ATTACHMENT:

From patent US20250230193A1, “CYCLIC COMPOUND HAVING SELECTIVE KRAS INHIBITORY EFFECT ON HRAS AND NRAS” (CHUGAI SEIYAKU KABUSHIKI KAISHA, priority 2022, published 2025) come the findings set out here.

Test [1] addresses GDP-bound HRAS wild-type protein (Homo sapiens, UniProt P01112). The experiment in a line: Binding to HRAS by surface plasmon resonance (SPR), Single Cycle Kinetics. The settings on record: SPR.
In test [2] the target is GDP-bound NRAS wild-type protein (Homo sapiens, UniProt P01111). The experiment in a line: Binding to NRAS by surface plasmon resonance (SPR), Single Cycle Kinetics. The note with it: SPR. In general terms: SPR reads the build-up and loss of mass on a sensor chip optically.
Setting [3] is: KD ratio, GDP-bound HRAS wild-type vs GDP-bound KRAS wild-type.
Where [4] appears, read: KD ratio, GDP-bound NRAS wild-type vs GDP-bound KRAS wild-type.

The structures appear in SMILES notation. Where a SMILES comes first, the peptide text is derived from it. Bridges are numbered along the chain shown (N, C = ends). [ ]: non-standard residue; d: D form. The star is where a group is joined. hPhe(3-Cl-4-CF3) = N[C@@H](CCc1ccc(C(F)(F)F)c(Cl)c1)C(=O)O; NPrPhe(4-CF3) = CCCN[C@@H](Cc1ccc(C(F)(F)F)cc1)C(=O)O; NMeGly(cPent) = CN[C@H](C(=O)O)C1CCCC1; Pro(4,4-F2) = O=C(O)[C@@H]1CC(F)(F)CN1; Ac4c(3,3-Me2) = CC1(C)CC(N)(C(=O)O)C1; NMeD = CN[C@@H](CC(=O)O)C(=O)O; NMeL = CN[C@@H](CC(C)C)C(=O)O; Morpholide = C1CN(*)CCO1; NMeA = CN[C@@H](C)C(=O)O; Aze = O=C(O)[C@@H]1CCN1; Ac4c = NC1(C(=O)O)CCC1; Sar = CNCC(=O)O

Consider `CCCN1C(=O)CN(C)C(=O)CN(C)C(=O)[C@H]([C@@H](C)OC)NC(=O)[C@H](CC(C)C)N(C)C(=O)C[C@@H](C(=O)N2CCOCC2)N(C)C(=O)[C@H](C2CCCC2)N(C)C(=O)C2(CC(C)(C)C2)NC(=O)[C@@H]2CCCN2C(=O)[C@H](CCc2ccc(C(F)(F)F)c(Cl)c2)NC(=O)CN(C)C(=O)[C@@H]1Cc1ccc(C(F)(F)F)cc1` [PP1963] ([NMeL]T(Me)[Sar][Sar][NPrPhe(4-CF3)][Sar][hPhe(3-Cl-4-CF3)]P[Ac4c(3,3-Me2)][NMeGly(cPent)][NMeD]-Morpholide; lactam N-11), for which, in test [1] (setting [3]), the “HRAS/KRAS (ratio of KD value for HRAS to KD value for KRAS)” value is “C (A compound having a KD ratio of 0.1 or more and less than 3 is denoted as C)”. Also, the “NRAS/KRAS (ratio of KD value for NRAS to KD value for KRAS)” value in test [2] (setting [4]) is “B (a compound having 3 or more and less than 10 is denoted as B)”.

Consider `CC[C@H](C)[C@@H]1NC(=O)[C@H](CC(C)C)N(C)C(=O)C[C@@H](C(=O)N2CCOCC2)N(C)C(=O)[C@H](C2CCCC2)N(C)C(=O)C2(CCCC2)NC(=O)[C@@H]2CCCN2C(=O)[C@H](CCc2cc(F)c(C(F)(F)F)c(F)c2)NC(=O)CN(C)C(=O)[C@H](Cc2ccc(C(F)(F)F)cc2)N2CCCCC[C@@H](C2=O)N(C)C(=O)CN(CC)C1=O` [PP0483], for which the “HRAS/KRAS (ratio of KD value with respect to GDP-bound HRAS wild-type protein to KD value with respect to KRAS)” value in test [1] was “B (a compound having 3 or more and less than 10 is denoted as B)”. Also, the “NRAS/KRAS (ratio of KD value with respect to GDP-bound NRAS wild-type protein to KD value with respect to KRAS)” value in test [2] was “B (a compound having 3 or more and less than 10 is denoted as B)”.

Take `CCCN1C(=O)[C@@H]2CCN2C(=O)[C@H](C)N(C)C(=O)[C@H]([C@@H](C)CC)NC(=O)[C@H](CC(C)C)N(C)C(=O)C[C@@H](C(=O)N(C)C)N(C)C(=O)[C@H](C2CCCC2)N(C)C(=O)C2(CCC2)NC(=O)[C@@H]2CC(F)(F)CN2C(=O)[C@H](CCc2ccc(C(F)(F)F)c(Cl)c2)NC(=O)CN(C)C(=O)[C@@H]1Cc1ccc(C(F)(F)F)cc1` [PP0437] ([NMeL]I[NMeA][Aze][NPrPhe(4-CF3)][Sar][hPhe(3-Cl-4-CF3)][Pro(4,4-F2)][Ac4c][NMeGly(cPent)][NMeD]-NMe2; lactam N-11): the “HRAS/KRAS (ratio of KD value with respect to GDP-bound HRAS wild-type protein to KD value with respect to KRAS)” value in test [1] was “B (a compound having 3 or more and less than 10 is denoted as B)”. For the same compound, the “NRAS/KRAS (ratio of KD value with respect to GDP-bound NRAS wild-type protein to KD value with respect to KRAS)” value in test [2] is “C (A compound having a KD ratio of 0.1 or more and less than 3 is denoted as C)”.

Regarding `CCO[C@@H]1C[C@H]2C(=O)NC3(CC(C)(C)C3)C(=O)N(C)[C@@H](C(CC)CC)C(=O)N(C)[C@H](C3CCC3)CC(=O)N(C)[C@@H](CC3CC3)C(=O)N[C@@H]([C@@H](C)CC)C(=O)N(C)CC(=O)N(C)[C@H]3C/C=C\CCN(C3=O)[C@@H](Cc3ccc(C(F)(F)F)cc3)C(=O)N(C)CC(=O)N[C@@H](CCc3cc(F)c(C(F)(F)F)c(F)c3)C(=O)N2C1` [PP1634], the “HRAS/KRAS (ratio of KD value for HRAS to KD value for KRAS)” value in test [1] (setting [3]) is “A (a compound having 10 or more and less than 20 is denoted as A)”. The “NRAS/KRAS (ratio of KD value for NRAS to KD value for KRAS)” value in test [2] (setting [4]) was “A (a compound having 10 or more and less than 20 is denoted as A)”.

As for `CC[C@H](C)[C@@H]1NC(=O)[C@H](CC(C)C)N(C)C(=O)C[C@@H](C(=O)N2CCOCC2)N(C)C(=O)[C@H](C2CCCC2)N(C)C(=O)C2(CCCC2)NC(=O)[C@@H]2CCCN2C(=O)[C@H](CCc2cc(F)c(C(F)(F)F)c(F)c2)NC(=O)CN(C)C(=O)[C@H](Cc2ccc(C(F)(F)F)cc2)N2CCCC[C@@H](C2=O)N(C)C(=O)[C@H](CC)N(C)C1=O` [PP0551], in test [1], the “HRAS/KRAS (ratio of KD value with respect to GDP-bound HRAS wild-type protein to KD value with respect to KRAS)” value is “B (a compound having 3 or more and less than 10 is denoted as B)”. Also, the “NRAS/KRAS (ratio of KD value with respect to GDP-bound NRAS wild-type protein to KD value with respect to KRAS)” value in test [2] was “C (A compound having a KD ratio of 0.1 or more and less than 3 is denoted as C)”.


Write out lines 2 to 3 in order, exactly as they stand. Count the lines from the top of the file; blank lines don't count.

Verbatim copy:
Test [1] addresses GDP-bound HRAS wild-type protein (Homo sapiens, UniProt P01112). The experiment in a line: Binding to HRAS by surface plasmon resonance (SPR), Single Cycle Kinetics. The settings on record: SPR.
In test [2] the target is GDP-bound NRAS wild-type protein (Homo sapiens, UniProt P01111). The experiment in a line: Binding to NRAS by surface plasmon resonance (SPR), Single Cycle Kinetics. The note with it: SPR. In general terms: SPR reads the build-up and loss of mass on a sensor chip optically.